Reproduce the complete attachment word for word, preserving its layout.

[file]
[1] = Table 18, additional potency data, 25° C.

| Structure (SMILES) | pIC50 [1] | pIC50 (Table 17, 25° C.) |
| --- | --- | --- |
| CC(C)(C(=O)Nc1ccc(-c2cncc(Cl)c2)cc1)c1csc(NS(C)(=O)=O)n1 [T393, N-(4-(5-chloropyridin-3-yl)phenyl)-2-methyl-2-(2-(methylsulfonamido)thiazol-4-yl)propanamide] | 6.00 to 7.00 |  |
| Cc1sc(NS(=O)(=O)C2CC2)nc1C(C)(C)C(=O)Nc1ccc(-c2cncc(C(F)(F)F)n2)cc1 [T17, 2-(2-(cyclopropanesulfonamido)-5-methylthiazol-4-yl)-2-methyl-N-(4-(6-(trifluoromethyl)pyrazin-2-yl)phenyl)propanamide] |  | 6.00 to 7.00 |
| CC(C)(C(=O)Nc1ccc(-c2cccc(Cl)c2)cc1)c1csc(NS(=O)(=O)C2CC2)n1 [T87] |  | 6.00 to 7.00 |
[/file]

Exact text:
[1] = Table 18, additional potency data, 25° C.

| Structure (SMILES) | pIC50 [1] | pIC50 (Table 17, 25° C.) |
| --- | --- | --- |
| CC(C)(C(=O)Nc1ccc(-c2cncc(Cl)c2)cc1)c1csc(NS(C)(=O)=O)n1 [T393, N-(4-(5-chloropyridin-3-yl)phenyl)-2-methyl-2-(2-(methylsulfonamido)thiazol-4-yl)propanamide] | 6.00 to 7.00 |  |
| Cc1sc(NS(=O)(=O)C2CC2)nc1C(C)(C)C(=O)Nc1ccc(-c2cncc(C(F)(F)F)n2)cc1 [T17, 2-(2-(cyclopropanesulfonamido)-5-methylthiazol-4-yl)-2-methyl-N-(4-(6-(trifluoromethyl)pyrazin-2-yl)phenyl)propanamide] |  | 6.00 to 7.00 |
| CC(C)(C(=O)Nc1ccc(-c2cccc(Cl)c2)cc1)c1csc(NS(=O)(=O)C2CC2)n1 [T87] |  | 6.00 to 7.00 |